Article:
A second objection, that the revenue loss would be detrimental to service delivery, must also be considered. Understandably, there is a sense that while services have improved there is more to be done, and the city needs every dollar that flows into the treasury. The size of the city population should be taken into consideration, however. Between FY2013 and FY2023 General Fund expenditures increased by 10.9 percent (when adjusted for inflation), even as population declined by 10.5 percent in that ten-year period.
Today, the city spends more on fewer citizens than it did when it filed for bankruptcy. More to the point, fewer of the dollars expended are spent on pension contributions and debt service. So more resources are directed to service delivery. Yes, labor costs are on the rise, and the current economic moment aside, there is a desire by elected officials to raise police and bus driver pay to parity with nearby jurisdictions. There are and will continue to be substantial demands on city resources. But the city serves fewer residents than decades past and will serve even fewer if population loss continues, as it has, unabated.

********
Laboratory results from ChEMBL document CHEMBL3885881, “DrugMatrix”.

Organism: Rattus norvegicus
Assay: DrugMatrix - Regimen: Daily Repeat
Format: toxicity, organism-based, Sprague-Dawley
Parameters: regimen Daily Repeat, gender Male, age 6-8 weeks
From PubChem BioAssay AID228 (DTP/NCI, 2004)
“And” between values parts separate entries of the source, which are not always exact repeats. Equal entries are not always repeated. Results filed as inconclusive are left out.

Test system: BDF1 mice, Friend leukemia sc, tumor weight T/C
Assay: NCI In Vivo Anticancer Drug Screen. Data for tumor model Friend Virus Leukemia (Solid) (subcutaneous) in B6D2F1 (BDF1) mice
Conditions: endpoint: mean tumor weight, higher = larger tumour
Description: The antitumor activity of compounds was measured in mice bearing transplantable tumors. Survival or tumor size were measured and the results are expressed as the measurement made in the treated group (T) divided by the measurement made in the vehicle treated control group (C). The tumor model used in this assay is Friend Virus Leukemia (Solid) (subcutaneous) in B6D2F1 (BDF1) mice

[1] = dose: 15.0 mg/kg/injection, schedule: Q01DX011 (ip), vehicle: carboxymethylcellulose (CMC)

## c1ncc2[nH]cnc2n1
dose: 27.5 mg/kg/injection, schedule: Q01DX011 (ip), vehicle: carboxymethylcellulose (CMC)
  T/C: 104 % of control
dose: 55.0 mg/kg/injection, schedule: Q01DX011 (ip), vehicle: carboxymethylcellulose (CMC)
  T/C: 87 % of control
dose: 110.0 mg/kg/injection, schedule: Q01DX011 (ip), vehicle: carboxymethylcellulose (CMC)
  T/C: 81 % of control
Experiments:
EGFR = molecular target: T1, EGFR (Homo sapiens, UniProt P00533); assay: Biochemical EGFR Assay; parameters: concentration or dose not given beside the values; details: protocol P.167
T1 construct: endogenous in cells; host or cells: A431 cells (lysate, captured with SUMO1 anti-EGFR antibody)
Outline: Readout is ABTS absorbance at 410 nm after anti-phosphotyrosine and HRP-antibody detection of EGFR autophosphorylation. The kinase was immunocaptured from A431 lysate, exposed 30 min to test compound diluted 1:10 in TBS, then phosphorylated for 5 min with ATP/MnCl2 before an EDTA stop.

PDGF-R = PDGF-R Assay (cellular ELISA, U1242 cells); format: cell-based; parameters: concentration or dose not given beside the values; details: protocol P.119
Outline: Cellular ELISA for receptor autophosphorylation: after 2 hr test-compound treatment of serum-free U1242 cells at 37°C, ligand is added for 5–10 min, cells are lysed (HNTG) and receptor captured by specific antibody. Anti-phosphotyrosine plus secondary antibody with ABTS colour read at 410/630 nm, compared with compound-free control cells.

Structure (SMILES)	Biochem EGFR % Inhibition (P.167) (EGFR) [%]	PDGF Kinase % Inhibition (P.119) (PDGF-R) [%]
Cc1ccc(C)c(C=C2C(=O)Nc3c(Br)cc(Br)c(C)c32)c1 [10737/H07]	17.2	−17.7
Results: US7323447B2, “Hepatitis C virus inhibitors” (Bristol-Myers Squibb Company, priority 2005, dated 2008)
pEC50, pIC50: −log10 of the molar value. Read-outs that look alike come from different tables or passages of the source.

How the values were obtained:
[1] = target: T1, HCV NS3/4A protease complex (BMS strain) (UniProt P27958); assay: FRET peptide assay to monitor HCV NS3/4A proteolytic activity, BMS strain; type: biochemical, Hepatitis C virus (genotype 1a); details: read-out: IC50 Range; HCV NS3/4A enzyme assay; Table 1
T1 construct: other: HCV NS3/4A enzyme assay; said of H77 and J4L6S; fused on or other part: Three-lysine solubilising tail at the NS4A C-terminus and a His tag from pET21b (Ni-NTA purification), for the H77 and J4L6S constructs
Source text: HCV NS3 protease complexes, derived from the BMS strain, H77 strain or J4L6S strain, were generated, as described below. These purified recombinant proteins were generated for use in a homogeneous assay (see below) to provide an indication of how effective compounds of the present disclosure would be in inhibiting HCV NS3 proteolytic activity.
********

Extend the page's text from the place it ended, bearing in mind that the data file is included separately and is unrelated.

The city’s property tax has been a persistent problem for development and homeownership. Even as the city makes laudable investments into infrastructure, better pay for essential workers, parks, and beautification, those investments are funded by a policy that directly countervails its efforts to be an attractive place to live, work, and play. The property tax rate could be cut, and incremental income tax revenues may provide the financial cushion to weather the resultant revenue losses.